Summary: At James A. Garfield High School in Los Angeles, California, Jaime Escalante arrives for his first day teaching computer science. However, a jaded administrator named Raquel Ortega informs him that the school never received funding for computers, and Jaime is re-assigned to teach math. His students are rowdy, and some only speak Spanish. Jaime struggles to gain control of the class. After school, he discovers his car has been broken into and the stereo stolen. Taking out the trash at home, Jaime runs into his neighbor, Joe, and surprises him with the news that he quit his high-paying, corporate job to become a teacher. One day in class, Jaime dresses up in a chef’s hat and cuts up apples to demonstrate percentages, disarming the students with his gruff demeanor and witty asides. Two gang members, Chuco and Angel, interrupt the lesson as they arrive late. Jaime asks Chuco to stay after class, but Angel returns with more gang members to intimidate him. Outside school, Jaime sees Chuco engaging in a brawl and stops Angel from joining. At the next class, Jaime forces Angel to answer a simple math question, and Angel begins to participate along with the other students. At an administrative meeting, Principal Joe Goodell announces that Garfield is at risk of being put on probation for poor academics. Jaime clashes with Raquel Ortega when he argues that students will rise to the level of expectation presented by their teachers. Back in class, Jaime passes out a quiz, and Angel leaves with Chuco. Later, Angel admits he wants to study, but he cannot be seen by his fellow gang members carrying books. In turn, Jaime gives Angel three math books so that he can keep them at home and school. When a hard-working, soft-spoken student named Ana Delgado reveals that she must quit school to work at her father’s restaurant, Jaime takes his wife, Fabiola, there for dinner. After the meal, Jaime confronts Mr. Delgado, who is proud of his business and wants his family members to work there. However, Delgado eventually changes his mind, and Ana is allowed to return to school. The class takes a field trip to the computer company where Jaime’s neighbor Joe works, and Jaime is surprised to learn that Joe’s teenaged daughter studies calculus. At the next administrative meeting, Jaime announces that he wants to teach calculus so his students can take the Advanced Placement examination and earn college credit. Although Goodell is in favor of the idea, Ortega feels strongly that the students will fail and lose confidence in themselves. With Goodell’s support, Jaime teaches math over summer break so his students will be ready for calculus in the fall. Although he must teach in the school locker room with no air conditioning, the students suffer through the heat. At the start of the next school year, Jaime passes out waivers for his students’ parents to sign, allowing them to come to school one hour early on weekdays and attend on weekends. The students have a hard time conforming to the demanding schedule, and one day, Angel shows up late after taking his ailing grandmother to a doctor. Jaime, who is also exhausted, refuses to listen to Angel’s excuse and orders him to leave. At home, Fabiola complains about all the extra work Jaime has taken on, informing their two sons that their father has agreed to teach night classes for no pay. Angel shows up at the front door with his grandmother, hoping that Jaime will forgive him, and Jaime ushers the older woman in while accusing Angel of being manipulative. At one of his night classes, Jaime teaches English to Spanish-speaking adults but walks out of class when he begins to feel ill. Outside, he topples over from a heart attack. While Jaime convalesces, his students have a substitute teacher, Mr. Schloss, who knows nothing about calculus. Although the doctor orders Jaime to avoid job-related activity for a month, he returns to Garfield early, helping the class prepare for the Advanced Placement examination. After taking the test, the students celebrate by going to the beach. Sometime later, test results reveal that all eighteen students passed the exam, meaning Garfield had more students pass than any other high school. Joe Goodell congratulates the class by making a special announcement, and the students present Jaime with a plaque. Soon afterward, Jaime learns his students are being investigated for cheating. Dr. Ramirez and Dr. Pearson of the Educational Testing Service question the class, but no one admits to breaking any rules. Jaime finds a fake letter of resignation someone slipped inside his schoolbooks and discovers his car has been stolen from the school parking lot. After walking home, he laments to Fabiola that the students have lost confidence. Angel appears outside, and Jaime is heartened to see that Angel stole his car only to fix it up. Jaime confronts Pearson and Martinez, who suggest that his students re-take the test. Jaime contends that the students were targeted because of race and socioeconomic status, but Pearson claims there were uncannily similar mistakes made on multiple tests. Even though Jaime does not want to comply, he encourages the students to re-test and helps them study with only one day’s notice before the exam. When the new tests are scored, Jaime and the students are redeemed by another set of excellent scores, with all eighteen students passing a second time.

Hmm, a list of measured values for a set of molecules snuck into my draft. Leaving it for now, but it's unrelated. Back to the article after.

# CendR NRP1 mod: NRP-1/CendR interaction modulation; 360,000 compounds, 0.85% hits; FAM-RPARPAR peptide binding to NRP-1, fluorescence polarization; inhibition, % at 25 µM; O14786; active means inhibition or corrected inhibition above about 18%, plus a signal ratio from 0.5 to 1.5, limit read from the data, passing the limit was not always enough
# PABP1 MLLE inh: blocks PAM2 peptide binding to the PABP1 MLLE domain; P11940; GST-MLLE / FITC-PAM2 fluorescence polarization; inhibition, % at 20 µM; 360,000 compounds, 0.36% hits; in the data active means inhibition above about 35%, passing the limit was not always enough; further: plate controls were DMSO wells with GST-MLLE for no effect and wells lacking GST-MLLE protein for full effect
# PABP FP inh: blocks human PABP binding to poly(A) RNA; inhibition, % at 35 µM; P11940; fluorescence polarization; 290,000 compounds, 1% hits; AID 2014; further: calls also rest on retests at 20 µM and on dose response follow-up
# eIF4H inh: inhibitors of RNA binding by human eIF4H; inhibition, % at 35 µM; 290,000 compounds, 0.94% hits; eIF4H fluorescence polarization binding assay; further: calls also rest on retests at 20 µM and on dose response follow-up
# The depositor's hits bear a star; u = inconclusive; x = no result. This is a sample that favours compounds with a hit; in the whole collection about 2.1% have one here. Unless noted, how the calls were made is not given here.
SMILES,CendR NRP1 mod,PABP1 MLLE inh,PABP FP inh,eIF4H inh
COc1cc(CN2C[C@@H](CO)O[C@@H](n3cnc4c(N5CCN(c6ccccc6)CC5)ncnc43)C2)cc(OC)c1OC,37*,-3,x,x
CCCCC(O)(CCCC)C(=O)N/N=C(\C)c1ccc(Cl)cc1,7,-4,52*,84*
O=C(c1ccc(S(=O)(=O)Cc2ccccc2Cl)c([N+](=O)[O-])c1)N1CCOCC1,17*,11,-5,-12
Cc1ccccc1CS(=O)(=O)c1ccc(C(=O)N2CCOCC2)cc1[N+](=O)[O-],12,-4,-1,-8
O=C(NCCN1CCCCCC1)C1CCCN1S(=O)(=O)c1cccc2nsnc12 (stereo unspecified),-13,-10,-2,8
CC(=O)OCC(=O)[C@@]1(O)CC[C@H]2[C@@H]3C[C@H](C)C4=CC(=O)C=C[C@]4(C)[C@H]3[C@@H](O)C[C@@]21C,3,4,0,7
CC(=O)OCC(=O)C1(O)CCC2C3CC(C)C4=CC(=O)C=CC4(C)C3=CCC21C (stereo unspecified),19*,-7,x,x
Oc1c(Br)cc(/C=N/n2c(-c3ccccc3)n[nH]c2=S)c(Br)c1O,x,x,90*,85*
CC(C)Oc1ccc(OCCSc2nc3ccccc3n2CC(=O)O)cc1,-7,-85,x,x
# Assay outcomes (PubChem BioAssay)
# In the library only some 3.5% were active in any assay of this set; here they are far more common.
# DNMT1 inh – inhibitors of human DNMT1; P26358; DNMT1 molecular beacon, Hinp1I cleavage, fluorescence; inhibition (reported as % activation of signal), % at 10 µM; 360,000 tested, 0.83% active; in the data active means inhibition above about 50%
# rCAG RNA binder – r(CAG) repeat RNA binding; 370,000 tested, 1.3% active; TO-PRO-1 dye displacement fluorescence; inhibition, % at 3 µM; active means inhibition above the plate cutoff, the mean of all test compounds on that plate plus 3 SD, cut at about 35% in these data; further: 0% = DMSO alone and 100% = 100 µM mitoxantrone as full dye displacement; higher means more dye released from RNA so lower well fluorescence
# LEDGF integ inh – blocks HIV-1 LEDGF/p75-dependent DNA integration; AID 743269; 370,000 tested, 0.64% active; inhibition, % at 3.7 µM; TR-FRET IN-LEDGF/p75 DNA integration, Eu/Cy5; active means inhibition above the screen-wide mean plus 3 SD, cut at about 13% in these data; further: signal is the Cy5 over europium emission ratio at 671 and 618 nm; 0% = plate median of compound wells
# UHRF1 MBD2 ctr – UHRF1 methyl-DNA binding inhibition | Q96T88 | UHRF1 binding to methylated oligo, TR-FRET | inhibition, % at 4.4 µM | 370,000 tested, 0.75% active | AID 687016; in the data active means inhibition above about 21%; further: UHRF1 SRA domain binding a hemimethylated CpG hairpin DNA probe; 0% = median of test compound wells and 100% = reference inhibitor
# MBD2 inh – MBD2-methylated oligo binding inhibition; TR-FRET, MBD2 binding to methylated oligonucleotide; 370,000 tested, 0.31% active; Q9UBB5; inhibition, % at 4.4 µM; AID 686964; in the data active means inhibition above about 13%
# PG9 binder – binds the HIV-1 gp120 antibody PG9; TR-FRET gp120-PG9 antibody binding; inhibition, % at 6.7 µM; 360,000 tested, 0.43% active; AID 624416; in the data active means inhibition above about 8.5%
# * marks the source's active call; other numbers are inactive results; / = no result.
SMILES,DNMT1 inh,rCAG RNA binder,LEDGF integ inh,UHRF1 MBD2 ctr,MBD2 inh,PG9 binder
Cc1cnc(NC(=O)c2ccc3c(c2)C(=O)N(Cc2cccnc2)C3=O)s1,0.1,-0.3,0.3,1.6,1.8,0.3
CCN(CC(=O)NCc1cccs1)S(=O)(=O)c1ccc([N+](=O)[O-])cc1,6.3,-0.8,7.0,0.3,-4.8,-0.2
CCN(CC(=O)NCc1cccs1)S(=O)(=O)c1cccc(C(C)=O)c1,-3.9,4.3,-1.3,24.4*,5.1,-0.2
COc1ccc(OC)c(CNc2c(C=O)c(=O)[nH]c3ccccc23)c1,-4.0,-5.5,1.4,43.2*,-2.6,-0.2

Production Company: Eastside Productions